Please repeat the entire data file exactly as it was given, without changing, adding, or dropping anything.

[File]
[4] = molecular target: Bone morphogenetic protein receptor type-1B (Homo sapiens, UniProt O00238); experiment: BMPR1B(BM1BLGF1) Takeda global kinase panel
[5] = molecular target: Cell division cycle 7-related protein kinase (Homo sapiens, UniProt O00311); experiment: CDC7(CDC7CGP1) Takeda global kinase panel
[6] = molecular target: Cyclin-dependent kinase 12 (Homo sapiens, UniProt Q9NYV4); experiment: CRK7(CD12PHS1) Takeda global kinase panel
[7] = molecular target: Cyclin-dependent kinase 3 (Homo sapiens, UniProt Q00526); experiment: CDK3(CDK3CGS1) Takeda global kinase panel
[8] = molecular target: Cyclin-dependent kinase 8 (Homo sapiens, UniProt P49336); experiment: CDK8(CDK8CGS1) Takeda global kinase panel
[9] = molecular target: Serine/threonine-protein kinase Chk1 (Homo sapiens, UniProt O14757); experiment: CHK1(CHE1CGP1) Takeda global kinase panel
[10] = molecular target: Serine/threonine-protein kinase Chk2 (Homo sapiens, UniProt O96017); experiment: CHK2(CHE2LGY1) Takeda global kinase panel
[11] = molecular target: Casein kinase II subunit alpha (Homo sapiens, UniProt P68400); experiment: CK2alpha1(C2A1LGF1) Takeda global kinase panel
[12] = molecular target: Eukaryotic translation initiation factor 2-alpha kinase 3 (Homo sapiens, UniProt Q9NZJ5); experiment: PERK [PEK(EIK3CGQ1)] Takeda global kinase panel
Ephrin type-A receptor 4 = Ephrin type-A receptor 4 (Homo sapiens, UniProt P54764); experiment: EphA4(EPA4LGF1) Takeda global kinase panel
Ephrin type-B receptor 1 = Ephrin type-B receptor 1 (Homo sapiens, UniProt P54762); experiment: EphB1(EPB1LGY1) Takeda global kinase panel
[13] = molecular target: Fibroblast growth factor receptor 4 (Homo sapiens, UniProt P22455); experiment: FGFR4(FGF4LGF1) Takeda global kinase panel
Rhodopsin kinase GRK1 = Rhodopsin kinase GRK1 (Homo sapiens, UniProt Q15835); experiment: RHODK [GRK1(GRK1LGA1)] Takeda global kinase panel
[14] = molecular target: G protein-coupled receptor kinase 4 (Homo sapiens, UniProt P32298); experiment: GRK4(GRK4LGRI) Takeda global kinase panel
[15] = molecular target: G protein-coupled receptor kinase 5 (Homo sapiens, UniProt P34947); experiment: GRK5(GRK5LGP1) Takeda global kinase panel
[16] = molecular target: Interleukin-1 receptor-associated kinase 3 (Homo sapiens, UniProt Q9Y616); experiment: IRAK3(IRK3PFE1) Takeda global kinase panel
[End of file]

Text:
[4] = molecular target: Bone morphogenetic protein receptor type-1B (Homo sapiens, UniProt O00238); experiment: BMPR1B(BM1BLGF1) Takeda global kinase panel
[5] = molecular target: Cell division cycle 7-related protein kinase (Homo sapiens, UniProt O00311); experiment: CDC7(CDC7CGP1) Takeda global kinase panel
[6] = molecular target: Cyclin-dependent kinase 12 (Homo sapiens, UniProt Q9NYV4); experiment: CRK7(CD12PHS1) Takeda global kinase panel
[7] = molecular target: Cyclin-dependent kinase 3 (Homo sapiens, UniProt Q00526); experiment: CDK3(CDK3CGS1) Takeda global kinase panel
[8] = molecular target: Cyclin-dependent kinase 8 (Homo sapiens, UniProt P49336); experiment: CDK8(CDK8CGS1) Takeda global kinase panel
[9] = molecular target: Serine/threonine-protein kinase Chk1 (Homo sapiens, UniProt O14757); experiment: CHK1(CHE1CGP1) Takeda global kinase panel
[10] = molecular target: Serine/threonine-protein kinase Chk2 (Homo sapiens, UniProt O96017); experiment: CHK2(CHE2LGY1) Takeda global kinase panel
[11] = molecular target: Casein kinase II subunit alpha (Homo sapiens, UniProt P68400); experiment: CK2alpha1(C2A1LGF1) Takeda global kinase panel
[12] = molecular target: Eukaryotic translation initiation factor 2-alpha kinase 3 (Homo sapiens, UniProt Q9NZJ5); experiment: PERK [PEK(EIK3CGQ1)] Takeda global kinase panel
Ephrin type-A receptor 4 = Ephrin type-A receptor 4 (Homo sapiens, UniProt P54764); experiment: EphA4(EPA4LGF1) Takeda global kinase panel
Ephrin type-B receptor 1 = Ephrin type-B receptor 1 (Homo sapiens, UniProt P54762); experiment: EphB1(EPB1LGY1) Takeda global kinase panel
[13] = molecular target: Fibroblast growth factor receptor 4 (Homo sapiens, UniProt P22455); experiment: FGFR4(FGF4LGF1) Takeda global kinase panel
Rhodopsin kinase GRK1 = Rhodopsin kinase GRK1 (Homo sapiens, UniProt Q15835); experiment: RHODK [GRK1(GRK1LGA1)] Takeda global kinase panel
[14] = molecular target: G protein-coupled receptor kinase 4 (Homo sapiens, UniProt P32298); experiment: GRK4(GRK4LGRI) Takeda global kinase panel
[15] = molecular target: G protein-coupled receptor kinase 5 (Homo sapiens, UniProt P34947); experiment: GRK5(GRK5LGP1) Takeda global kinase panel
[16] = molecular target: Interleukin-1 receptor-associated kinase 3 (Homo sapiens, UniProt Q9Y616); experiment: IRAK3(IRK3PFE1) Takeda global kinase panel